The fact is that, for many years, Mannix disagreed with most Australians and almost all of our key immigration policy makers, on the White Australia policy. This included his fellow Catholic, the Melbourne–based, federal Labor Party luminary Arthur Calwell, who was Minister for Immigration in the government of Ben Chifley from 1945 to 1949.

It is useful to be reminded that Mannix’s stand on immigration was strongly supported and championed by B A Santamaria – who wrote in 1962 that “The Kingdom of Heaven has no White Australia policy!”

As this revealing book details, to Mannix’s deep disappointment, Calwell (who became federal leader of the ALP in 1960) remained a resolute supporter of our deeply inequitable and racist White Australia policy. Moreover, Calwell fell out with Mannix – whom he had previously regarded as a spiritual and sometimes political hero – because of the Archbishop’s strong support of Santamaria’s secret Movement, later the National Civic Council, as well as the Democratic Labor Party (DLP) – which came into existence in 1955 as the Australian Labor Party (Anti-Communist) and which was renamed the Democratic Labor Party in 1957.

In a section towards the end of The Real Archbishop Mannix, entitled “What AFL (sic) Team Did Mannix Support?”, Franklin, Nolan and Gilchrist quote Santamaria (who was a dyed in the wool Carlton supporter) as claiming that, as well as the news, on his black and white TV the Archbishop watched the footy replays. But contrary to Niall’s claim in Mannix about him supporting the Collingwood Magpies, in this detailed sourcebook the Archbishop is quoted as saying: “You know, I’m supposed to be a barracker for Collingwood. I suppose because Collingwood is in the vicinity. But the truth of it is that I have never seen a football match in my life!”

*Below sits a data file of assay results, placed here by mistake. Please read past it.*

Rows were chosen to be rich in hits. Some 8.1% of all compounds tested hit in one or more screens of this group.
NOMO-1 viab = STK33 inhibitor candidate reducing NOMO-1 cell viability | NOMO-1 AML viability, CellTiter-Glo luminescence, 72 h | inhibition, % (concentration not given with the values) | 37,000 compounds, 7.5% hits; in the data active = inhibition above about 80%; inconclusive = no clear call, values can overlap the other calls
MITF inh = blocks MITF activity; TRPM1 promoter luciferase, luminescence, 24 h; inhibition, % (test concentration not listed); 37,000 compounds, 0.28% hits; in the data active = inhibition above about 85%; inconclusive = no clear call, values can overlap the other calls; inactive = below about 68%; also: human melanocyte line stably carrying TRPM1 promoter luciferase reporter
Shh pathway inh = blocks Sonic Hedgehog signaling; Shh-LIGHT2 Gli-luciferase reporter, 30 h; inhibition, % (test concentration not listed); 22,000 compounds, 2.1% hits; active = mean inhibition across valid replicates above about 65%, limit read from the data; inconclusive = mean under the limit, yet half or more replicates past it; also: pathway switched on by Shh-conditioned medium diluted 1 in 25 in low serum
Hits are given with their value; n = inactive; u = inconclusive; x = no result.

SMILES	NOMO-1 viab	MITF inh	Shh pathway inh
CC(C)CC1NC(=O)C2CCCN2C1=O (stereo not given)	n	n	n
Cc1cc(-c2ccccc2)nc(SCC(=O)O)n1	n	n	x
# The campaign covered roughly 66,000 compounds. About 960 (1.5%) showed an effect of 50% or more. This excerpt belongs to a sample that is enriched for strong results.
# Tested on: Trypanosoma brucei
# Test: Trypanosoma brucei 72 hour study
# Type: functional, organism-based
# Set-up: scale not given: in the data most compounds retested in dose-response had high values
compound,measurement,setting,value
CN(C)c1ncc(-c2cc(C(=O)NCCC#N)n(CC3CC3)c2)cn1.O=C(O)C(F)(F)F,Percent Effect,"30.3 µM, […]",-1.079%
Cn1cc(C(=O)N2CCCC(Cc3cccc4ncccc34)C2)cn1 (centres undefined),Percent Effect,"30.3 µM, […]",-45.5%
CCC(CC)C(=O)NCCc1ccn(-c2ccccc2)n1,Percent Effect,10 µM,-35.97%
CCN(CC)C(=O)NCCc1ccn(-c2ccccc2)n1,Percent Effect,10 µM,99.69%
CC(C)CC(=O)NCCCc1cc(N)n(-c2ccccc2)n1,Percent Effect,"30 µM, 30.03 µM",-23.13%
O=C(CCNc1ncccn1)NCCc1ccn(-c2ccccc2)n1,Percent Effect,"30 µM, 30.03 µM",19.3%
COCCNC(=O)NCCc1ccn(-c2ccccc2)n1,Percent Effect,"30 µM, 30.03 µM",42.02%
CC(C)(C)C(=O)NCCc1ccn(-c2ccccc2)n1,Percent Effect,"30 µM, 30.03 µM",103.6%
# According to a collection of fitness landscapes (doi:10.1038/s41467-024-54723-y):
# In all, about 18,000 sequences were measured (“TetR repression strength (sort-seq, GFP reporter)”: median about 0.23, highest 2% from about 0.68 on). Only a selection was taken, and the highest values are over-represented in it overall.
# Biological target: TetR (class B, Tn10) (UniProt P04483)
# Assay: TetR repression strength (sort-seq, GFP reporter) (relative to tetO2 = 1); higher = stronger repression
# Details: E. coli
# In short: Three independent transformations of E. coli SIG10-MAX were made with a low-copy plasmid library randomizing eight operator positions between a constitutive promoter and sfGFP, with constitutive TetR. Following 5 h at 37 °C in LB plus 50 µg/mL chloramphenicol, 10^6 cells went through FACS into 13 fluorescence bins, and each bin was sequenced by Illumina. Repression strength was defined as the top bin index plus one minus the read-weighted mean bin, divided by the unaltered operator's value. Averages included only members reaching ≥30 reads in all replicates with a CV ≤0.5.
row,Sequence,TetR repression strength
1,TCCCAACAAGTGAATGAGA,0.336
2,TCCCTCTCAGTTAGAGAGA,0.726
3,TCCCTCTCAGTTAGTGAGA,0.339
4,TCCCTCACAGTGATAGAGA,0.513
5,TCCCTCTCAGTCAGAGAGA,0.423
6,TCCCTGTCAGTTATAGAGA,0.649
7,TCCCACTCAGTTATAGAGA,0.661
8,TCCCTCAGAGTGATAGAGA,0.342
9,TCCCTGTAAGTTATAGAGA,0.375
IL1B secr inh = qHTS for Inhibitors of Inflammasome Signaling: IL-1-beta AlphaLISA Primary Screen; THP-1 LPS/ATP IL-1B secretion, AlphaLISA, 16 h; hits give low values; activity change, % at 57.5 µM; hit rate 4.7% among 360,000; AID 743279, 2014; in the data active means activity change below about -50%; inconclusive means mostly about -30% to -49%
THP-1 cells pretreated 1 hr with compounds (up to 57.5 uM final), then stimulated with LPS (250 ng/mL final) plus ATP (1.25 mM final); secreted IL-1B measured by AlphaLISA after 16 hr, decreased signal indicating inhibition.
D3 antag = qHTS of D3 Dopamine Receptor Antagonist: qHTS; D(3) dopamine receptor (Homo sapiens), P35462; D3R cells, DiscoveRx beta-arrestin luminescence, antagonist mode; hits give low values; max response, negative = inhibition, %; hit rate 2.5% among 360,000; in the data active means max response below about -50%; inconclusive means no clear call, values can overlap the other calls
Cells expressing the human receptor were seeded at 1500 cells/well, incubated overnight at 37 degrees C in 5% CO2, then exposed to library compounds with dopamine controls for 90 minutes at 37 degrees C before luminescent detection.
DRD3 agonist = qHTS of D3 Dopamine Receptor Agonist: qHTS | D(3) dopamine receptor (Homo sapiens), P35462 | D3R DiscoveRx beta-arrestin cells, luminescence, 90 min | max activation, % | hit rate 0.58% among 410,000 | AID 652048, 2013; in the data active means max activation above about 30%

For some reason, in the Afterword to The Real Archbishop Mannix, entitled “Back of House”, all the footnotes stop at FN 13. It is puzzling that footnotes 15 to 35 inclusive are missing. Unfortunately this generally useful source book gives no intimation of what happened to them!

Much more concerning in the Afterword are gratuitous, and to my mind unfair, references to Archbishop Mannix – who died in 1963 – in relation to clerical sexual abuse, which didn’t begin to reach its height until the late 1960s and the 1970s.

While there is absolutely no evidence that Mannix was complicit in covering up Catholic sex abuse, or that he even knew about it, the real culprit in this respect is Frank Little, Archbishop of Melbourne from 1974 until 1996 when he was succeeded by George Pell.  In fact, it was Archbishop Little who destroyed a great many, if not all, papers and other documents concerning clerical sex abuse in Victoria. As it happens, Archbishop Little is Brenda Niall’s main source for her highly dubious claims that Mannix had his private papers burnt in a three-day bonfire.

In her 2015 biography Niall states that, in the absence of adequate records, “Mannix can’t be cleared of knowing about child abuse by priests in his diocese.” However, she does concede that, in the last decade of the Archbishop’s long life, it is possible that only about 20 per cent of Cathedral mail was taken to Raheen. Hence she concludes, “It may be true that Mannix was kept in the dark about many things.”

However, a huge problem for the Catholic Church, both here in Australia and worldwide, is that because child sexual abuse and its cover-up has been so endemic, it is difficult for Catholic leaders to be free of the taint. The challenge for current and future clerical leaders of all persuasions is to make full amends and to ensure that church governance matches its responsibilities to future generations.

Professor Fitzgerald, a columnist with The Australian, recently edited Alan Reid’s unpublished Labor novel of the 1950s, The Bandar-Log, (Connor Court)